The Science Behind the Joy of Sharing Joy
Article by Emma M. Seppälä (2013)
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What is the Science?

Have you ever been in the middle of a great experience and one bad moment seems to ruin it? You were on vacation and somebody cuts you off with their car; the movie was great, but you spilled your popcorn. Our negative bias, combined with a tendency to get used to positive experiences and level out emotionally, means we often focus on the negative, despite the many positive things that might be happening. Recent research into the science of joy suggests an important way to counteract this tendency: sharing our joy with others. Those who share their joy tend to have a greater sense of well-being, higher overall life satisfaction, and higher energy levels. In other words, as we share our joy, we tend to feel even more joyful. This is not only good news for us, but it is good news for our community: the well-being and joy one person experiences can positively influence others as far as three levels of separation away from us.

What is the Theology?

  • Negativity Bias: The tendency to emphasize the negative over the positive.
  • Hedonic Treadmill: The tendency over time to get used to the boosts of happiness received from new pleasurable experiences so that they no longer have the same uplifting effect.
“Happiness quite unshared can scarcely be called happiness; it has no taste.” – Charlotte Brontë

“Rejoice in the Lord always; again I will say, Rejoice” (Phil 4:4 NRSV). Two thousand years ago Paul exhorted the church in Philippi with these words and Christians have struggled to embody them ever since. However, our fallen human nature often works against us. It is important to note that there is a time for lament, evidenced by the large number of Psalms under the lament category. Yet, our hope is in the the resurrection of the dead. We live a life full of joy not because all is right with the world, but because we know that there will be a new heaven and a new earth where “Death… mourning and crying and pain will be no more” (Rev 21:4). We share our joy with others because we are bursting at the seams with “all joy and peace” and “abound[ing] in hope by the power of the Holy Spirit” (Romans 15:13). And when others around us receive joy in the Spirit, we experience even greater joy. So we share with others, knowing that death and despair have been overcome “by the blood of the Lamb  and by the word of [our] testimony” (Rev 12:11).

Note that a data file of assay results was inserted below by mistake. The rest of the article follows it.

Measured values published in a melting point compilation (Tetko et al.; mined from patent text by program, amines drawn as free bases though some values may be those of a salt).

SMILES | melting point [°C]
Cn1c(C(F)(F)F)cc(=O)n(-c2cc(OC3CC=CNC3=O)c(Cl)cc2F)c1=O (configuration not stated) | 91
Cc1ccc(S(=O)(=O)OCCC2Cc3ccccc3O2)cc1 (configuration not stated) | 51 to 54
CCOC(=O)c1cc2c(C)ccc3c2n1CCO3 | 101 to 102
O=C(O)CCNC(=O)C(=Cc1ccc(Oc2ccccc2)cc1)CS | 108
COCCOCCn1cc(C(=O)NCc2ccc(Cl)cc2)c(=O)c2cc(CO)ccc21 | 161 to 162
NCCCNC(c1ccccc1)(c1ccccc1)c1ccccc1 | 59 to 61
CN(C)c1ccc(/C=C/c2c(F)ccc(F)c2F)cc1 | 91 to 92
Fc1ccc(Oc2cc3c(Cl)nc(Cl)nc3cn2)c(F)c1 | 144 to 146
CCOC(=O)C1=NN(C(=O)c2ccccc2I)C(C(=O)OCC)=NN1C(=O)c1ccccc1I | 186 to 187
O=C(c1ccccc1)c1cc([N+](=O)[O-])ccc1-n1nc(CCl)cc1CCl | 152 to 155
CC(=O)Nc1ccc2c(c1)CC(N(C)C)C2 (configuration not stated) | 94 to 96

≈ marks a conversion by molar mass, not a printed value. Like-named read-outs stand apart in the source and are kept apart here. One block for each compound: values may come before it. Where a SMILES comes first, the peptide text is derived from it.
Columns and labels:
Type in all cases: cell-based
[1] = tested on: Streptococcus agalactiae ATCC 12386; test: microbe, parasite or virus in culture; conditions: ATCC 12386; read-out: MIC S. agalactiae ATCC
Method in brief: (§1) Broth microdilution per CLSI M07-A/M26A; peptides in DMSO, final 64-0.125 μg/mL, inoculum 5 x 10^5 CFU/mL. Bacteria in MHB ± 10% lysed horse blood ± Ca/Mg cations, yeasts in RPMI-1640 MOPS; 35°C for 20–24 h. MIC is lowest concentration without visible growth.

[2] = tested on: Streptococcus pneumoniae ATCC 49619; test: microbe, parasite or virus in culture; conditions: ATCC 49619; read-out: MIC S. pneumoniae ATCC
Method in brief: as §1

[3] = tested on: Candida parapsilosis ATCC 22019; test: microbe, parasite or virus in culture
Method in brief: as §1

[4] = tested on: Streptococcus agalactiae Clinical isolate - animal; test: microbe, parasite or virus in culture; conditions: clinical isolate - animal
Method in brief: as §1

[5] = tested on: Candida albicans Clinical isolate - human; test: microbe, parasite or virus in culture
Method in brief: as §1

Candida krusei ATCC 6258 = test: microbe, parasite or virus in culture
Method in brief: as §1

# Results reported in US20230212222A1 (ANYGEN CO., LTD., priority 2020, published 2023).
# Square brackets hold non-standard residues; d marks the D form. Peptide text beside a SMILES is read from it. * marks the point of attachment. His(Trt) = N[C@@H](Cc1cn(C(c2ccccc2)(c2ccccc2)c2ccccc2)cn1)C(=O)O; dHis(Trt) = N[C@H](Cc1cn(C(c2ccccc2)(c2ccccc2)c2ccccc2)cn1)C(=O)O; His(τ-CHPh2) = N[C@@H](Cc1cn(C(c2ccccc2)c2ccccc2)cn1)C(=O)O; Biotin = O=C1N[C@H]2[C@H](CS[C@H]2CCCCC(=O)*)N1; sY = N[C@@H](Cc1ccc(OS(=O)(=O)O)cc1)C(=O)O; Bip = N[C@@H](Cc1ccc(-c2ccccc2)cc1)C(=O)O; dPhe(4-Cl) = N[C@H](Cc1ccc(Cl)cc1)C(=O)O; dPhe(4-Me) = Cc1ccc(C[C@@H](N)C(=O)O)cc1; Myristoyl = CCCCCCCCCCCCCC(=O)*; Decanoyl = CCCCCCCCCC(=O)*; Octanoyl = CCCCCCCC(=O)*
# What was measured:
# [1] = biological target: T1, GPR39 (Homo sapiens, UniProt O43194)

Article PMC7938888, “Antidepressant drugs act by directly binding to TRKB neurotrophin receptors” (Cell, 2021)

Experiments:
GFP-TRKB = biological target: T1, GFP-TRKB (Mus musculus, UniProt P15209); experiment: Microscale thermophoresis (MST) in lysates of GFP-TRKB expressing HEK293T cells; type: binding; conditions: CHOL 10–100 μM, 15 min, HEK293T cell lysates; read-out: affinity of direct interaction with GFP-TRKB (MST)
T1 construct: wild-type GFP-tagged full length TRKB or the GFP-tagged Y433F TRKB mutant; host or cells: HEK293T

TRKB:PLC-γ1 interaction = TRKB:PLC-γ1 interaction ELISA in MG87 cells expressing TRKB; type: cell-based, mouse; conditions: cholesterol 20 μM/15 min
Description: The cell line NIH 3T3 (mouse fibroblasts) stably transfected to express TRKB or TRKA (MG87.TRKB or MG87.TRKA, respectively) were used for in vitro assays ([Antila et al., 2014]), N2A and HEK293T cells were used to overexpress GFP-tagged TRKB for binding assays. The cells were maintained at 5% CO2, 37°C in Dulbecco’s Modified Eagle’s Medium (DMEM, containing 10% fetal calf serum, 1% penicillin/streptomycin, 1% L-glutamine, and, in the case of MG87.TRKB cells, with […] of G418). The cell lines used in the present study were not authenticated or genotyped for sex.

What to Consider

  • What tendencies have you noticed in your own life to focus on either positive or negative experiences? How does this tendency encourage or discourage feelings of joy?
  • How can you balance sharing joyful experiences in a community while also making space for sharing painful experiences.
  • How might the different ways we express joy differ from culture to culture? Might some cultures be more likely to share positive experiences than others? How will these differences impact your life and ministry?

How to go Deeper

  • Set aside a few weeks in the year to tell stories of gratitude in your worship services. Consider providing multiple opportunities for sharing. Make space for sharing during corporate worship and in small groups. You might even coordinate gatherings around dinner where participants can share experiences of joy with each other.
  • Hold a ministry fair and invite organizations in your community that are committed to human flourishing in your neighborhood. Follow up with stories about the positive experiences of God’s work through these partnerships.
  • Preach a sermon series about biblical characters who experienced joy despite experiencing hardships. Examples of this might include Joseph, Ruth, David, Paul, and of course, Jesus.

Relevant Scripture

All references in parenthesis refer to Lectionary readings. For more information on what the Lectionary is, please click here. For additional Lectionary resources click here.

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About the Author:

Zach is currently a PhD student at Fuller Theological Seminary researching the role of leaders in congregational change. His calling in life is to train and equip pastors to faithfully lead local congregations. When not studying, he'll most likely be watching Sporting Kansas City score goals or hiking with his wife and two kids.

One Comment

  1. matt@ncstudycenter.org July 1, 2017 at 6:39 pm

    I’ve seen some churches that set aside time for ‘praises and thanksgivings’ during the service…this is one way of “sharing our joys”

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